JOHANNESBURG, June 16- Troubled France tackle Mexico in a crucial Group A Polokwane showdown Thursday desperate for a win that would raise morale and open the doors to the last 16.Les Bleus (The Blues) have reached two of the last three finals, crushing Brazil 3-0 in the 1998 Paris climax with Zinedine Zidane scoring twice and losing a penalty shootout to Italy in Berlin four years ago.
But the French looked anything but potential finalists in Cape Town last Friday as they ground out a goalless draw with 10-man Uruguay in a group completed by hosts South Africa.
It has placed coach Raymond Domenech in a position he knows only too well – under public and media pressure – and even the weather has not been kind to the man who will be replaced by former star Laurent Blanc after the World Cup.
The Western Cape where France camp at a five-star resort is notorious for delivering all four seasons within 24 hours and downpours have transformed the training pitch into an uninviting, sodden mess.
Fellow finalists Denmark refused Domenech permission to use their facilities in the area so France had to carry on in less than perfect conditions preparing for a game that could define their World Cup.
A win over Mexico and they would have one foot in the second round ahead of their final mini-league fixture against South Africa on June 22 in the central city of Bloemfontein.
But a loss could prove catastrophic as it would probably leave the 2000 European champions needing maximum points against the hosts in probably the most intimidating South African cauldron to have any hope of survival.
Outwardly at least, the French squad seem unperturbed by poor warm-up results culminating in a loss to non-qualifiers China on the island of Reunion, government criticism of the luxury resort, and the drab draw with Uruguay.
Defender Eric Abidal from Spanish champions Barcelona came straight to the point when quizzed about Polokwane: "We have to play for a win against Mexico and nothing less."
He believes there is no cause for alarm, reminding reporters how Les Bleus struggled early on in Germany only to stun hot favourites Brazil en route to the final.
France could only draw with Switzerland and South Korea and were facing a second successive humiliating first-round exit from the tournament before overcoming tournament weaklings Togo 2-0 to finish group runners-up.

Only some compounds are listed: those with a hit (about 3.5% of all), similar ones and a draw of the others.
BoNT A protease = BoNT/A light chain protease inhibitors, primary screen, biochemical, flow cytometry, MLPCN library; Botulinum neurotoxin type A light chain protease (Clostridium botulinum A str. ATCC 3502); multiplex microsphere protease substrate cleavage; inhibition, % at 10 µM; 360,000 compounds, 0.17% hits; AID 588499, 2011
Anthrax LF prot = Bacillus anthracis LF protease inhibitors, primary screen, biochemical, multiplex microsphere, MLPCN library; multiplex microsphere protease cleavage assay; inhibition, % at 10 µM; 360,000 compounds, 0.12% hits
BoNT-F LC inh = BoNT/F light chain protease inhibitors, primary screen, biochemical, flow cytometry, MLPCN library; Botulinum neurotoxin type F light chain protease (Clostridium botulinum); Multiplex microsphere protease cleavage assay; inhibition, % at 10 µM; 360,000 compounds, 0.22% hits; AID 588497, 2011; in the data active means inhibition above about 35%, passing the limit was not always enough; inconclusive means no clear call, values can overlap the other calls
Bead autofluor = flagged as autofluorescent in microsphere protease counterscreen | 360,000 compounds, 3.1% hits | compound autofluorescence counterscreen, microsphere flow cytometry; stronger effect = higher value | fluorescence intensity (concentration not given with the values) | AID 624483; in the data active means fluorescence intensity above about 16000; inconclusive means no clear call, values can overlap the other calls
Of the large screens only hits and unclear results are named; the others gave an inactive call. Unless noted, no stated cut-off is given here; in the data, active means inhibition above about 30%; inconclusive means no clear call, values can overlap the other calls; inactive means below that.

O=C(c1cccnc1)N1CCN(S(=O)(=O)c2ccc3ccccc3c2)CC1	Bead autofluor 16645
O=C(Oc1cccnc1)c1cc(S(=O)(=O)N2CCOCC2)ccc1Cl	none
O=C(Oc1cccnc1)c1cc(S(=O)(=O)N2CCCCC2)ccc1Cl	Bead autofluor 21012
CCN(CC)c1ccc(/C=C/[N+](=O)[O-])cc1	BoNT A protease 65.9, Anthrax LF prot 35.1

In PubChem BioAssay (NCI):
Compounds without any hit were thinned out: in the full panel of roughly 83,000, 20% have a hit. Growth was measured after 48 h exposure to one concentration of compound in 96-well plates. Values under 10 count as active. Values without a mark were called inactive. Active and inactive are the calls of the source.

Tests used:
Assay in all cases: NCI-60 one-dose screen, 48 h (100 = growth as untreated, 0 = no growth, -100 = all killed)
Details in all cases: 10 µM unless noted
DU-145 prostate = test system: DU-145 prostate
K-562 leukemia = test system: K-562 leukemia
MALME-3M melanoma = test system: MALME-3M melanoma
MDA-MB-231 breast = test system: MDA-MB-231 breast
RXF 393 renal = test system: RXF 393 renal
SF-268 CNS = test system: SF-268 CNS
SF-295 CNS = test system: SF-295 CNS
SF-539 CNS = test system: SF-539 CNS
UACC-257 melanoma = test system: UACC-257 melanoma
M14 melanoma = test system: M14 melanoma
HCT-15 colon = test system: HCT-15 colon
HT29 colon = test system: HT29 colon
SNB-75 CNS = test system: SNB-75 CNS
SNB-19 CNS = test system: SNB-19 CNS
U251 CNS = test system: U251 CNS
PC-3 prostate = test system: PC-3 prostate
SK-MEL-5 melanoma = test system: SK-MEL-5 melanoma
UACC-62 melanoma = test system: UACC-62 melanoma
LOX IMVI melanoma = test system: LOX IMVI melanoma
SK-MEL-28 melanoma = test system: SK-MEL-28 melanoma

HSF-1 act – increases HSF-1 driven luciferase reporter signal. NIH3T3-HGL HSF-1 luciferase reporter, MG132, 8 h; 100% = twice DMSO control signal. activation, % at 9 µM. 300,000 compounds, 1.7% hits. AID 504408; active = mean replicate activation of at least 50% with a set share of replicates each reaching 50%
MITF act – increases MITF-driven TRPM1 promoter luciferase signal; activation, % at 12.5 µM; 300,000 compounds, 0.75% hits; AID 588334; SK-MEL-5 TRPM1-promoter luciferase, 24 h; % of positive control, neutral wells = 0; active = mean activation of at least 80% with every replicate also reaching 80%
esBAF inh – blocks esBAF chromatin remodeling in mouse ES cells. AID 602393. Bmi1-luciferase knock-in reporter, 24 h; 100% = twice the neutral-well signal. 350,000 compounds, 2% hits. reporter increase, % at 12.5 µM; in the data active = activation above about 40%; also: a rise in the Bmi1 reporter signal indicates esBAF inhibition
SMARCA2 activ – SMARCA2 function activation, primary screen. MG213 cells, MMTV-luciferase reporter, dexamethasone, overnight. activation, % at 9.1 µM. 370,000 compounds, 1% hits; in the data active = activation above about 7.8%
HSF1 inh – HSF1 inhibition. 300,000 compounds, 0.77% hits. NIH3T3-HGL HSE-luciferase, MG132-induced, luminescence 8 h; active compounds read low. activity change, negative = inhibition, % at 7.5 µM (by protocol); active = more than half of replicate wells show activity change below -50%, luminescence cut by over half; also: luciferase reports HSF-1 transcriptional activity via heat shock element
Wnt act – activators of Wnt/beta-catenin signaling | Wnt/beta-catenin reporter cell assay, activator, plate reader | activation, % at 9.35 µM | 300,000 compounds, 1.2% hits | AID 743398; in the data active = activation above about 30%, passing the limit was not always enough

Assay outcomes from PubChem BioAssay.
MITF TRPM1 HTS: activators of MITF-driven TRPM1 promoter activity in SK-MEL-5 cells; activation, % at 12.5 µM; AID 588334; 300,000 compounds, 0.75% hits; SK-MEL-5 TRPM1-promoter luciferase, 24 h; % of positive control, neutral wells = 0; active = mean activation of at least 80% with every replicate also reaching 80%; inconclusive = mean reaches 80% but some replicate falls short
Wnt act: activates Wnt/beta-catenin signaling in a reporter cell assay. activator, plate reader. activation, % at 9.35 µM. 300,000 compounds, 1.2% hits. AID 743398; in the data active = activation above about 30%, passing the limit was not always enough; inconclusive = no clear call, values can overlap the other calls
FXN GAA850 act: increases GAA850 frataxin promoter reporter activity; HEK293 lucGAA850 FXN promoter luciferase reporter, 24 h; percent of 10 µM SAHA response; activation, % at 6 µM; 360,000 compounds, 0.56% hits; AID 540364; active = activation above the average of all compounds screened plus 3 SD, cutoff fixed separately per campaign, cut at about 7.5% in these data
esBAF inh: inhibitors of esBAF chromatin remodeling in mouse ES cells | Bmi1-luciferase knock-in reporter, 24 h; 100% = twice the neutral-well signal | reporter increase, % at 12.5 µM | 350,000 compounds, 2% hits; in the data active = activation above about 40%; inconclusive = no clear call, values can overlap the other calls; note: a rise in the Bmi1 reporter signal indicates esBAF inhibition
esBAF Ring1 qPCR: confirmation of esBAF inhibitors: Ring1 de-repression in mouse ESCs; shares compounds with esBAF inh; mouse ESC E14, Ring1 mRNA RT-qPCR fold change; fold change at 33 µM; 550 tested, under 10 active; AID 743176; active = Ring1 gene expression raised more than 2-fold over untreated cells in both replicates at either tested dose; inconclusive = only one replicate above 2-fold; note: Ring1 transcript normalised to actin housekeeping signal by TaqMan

"We have to step up a gear and make it out of the first round," said Abidal ahead of the second match staged at 46,000-seat Peter Mokaba Stadium, one of five purpose-built World Cup venues.
Mexico midfielder Andres Guardado, whose deep cross created the equaliser in a 1-1 draw against South Africa at Soccer City five days ago, believes the Central Americans can be the "revelations" of the tournament.
"There are always lots of surprises in football and though no one probably gives us a chance of getting through to the next round or the quarter-finals, we remain confident."
Although criticising the underachieving French has become popular, left-side midfielder Guardado from Spanish club Deportivo la Coruna is having none of it.
"How can you underestimate a team that boasts footballers like (Yoann) Gourcuff, (Franck) Ribery and (William) Gallas and reached two of the last three World Cup finals?
"The host nation tends to do well at each tournament and Uruguay are always a threat especially having arrived in South Africa following some impressive warm-up victories."
Key to Match
Franck Ribery (FRA) v Giovani dos Santos (MEX)
Most football followers know how good an attacking midfielder Ribery can be as his touchline trickery down the left flank is followed by a cut inside or cross. However, less known Turkey-based Dos Santos drove South Africa to distraction with his ball skills and speed and requires pecial attention.